2. Trust – Executives need to trust the Analytics that they are being provided with to take insights and turn them into decisions. A 2016 survey by Forrester reported that around 60% of executives questioned were ‘not very confident’ in the Data Analytics and Insights that they were given(4). This is a major issue. For Analytics initiatives to be successful, the business needs the consumers of these Analytics to trust the insights and act on them … and when this can be achieved old tendencies around ‘gut feeling’ decision making will become a thing of the past.
  3. Transparency – This one is inherently linked to the previous point on Trust. The same Forrester survey found that the level of trust gradually decreased through the Analytics process, i.e. trust was greatest in the data gathering phase and lowest in the data visualisation phase(4). A robust Data Provenance Model can be a crucial way for organisations to address the issues of trust and transparency in the Analytics to ensure the business not only values the Analytics being provided, but is confident in its validity.
  4. Culture – To become a data-driven business, there needs to be mandate from the very top of the business. Without mandate and the associated behaviours from the executives of a business that promote and support the use of Analytics, any initiatives are likely to either fail or not reach their true potential(3). In today’s world, the result of this can be catastrophic for businesses as they will simply get left behind by those that can create the culture to succeed through analytics.
  5. Skills – there is a huge and growing demand for skills in this domain. New roles have emerged such as the Data Scientist, the Chief Data Officer and more will naturally follow. Organisations will need to create multi-disciplinary teams with a variety of skills and specialisms to truly maximise the potential for their organisation. Combining technical skills with business acumen will also be pivotal to ensure that the opportunities for the business are leveraged in the best way possible and are not lost in translation between the business and IT.

The plethora of Big Data Services and Technologies available to organisations look set to continue to grow for years to come. Success in this space however, will likely go to those that can combine technical know-how with an ability to add tangible business value to the organisation. Having that big picture view that we often consider a valuable skill for those in the Enterprise Architecture space will likely be a beneficial trait for those seeking success in the Big Data space as well, so that you can piece together the complex puzzle of Data Analytics and transform it into something that the business really values. Our recently launched Big Data course equips you with a wide range of Data Science and Analytics techniques and is coupled with real-world applications and a look into the business perspectives and challenges that the technologies in this field are looking to address. You can find out more here.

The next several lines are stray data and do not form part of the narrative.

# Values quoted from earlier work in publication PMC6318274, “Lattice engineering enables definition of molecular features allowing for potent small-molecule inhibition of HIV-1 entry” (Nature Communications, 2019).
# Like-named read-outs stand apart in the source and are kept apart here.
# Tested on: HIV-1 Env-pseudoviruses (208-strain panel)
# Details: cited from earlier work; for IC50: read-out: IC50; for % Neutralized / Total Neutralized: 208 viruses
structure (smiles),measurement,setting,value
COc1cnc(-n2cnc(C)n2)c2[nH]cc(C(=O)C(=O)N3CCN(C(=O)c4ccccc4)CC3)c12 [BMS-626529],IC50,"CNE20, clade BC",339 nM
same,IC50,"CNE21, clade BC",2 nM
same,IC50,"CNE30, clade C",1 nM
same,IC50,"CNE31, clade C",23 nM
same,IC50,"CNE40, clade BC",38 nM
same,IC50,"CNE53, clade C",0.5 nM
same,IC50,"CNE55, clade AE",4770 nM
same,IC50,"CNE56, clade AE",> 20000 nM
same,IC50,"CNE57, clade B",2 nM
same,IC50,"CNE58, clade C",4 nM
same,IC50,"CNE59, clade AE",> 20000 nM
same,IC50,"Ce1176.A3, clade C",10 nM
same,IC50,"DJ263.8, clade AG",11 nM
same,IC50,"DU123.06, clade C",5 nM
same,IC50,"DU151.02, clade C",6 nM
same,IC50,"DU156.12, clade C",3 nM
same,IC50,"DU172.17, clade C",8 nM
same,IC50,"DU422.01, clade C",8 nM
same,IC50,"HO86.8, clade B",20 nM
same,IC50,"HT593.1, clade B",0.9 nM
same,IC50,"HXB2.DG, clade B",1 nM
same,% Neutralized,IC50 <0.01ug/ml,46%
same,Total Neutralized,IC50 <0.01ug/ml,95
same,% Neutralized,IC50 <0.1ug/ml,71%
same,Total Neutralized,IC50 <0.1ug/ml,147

(1) The age of analytics: Competing in a data-driven world – Nicolaus Henke, Jacques Bughin, Michael Chui, James Manyika, Tamim Saleh, Bill Wiseman, and Guru Sethupathy – McKinsey Global Institute – December 2016
(2) Is Big Data Still a Thing? (The 2016 Big Data Landscape) – Matt Turck – February 2016
 (3) Making Data Analytics work for you – instead of the other way around – Helen Mayhew, Tamim Saleh, and Simon Williams – McKinsey Quarterly – October 2016
(4) Executives still mistrust insights from data and analytics – Thor Olavsrud, – November 2016.